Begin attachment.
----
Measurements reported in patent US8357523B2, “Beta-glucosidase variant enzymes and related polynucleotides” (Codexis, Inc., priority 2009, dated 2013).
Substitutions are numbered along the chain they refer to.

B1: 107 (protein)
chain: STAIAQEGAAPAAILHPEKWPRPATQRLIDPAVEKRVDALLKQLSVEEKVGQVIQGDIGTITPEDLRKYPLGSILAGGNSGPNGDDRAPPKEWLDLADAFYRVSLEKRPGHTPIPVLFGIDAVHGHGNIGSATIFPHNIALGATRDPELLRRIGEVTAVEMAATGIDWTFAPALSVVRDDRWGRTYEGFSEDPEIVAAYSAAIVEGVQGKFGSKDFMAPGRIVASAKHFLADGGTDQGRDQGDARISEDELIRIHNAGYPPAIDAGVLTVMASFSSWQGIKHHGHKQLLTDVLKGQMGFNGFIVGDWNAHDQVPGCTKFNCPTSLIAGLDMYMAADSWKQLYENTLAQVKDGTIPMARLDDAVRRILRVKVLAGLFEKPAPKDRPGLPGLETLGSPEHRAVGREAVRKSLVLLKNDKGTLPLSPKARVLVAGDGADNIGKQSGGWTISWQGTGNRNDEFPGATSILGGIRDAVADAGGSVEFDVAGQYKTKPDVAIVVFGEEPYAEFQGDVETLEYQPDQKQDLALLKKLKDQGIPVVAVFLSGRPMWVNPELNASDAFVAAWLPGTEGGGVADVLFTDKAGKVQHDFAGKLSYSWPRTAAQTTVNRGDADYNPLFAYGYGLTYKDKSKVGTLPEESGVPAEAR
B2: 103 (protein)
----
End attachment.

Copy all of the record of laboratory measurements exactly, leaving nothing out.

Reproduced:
Measurements reported in patent US8357523B2, “Beta-glucosidase variant enzymes and related polynucleotides” (Codexis, Inc., priority 2009, dated 2013).
Substitutions are numbered along the chain they refer to.

B1: 107 (protein)
chain: STAIAQEGAAPAAILHPEKWPRPATQRLIDPAVEKRVDALLKQLSVEEKVGQVIQGDIGTITPEDLRKYPLGSILAGGNSGPNGDDRAPPKEWLDLADAFYRVSLEKRPGHTPIPVLFGIDAVHGHGNIGSATIFPHNIALGATRDPELLRRIGEVTAVEMAATGIDWTFAPALSVVRDDRWGRTYEGFSEDPEIVAAYSAAIVEGVQGKFGSKDFMAPGRIVASAKHFLADGGTDQGRDQGDARISEDELIRIHNAGYPPAIDAGVLTVMASFSSWQGIKHHGHKQLLTDVLKGQMGFNGFIVGDWNAHDQVPGCTKFNCPTSLIAGLDMYMAADSWKQLYENTLAQVKDGTIPMARLDDAVRRILRVKVLAGLFEKPAPKDRPGLPGLETLGSPEHRAVGREAVRKSLVLLKNDKGTLPLSPKARVLVAGDGADNIGKQSGGWTISWQGTGNRNDEFPGATSILGGIRDAVADAGGSVEFDVAGQYKTKPDVAIVVFGEEPYAEFQGDVETLEYQPDQKQDLALLKKLKDQGIPVVAVFLSGRPMWVNPELNASDAFVAAWLPGTEGGGVADVLFTDKAGKVQHDFAGKLSYSWPRTAAQTTVNRGDADYNPLFAYGYGLTYKDKSKVGTLPEESGVPAEAR
B2: 103 (protein)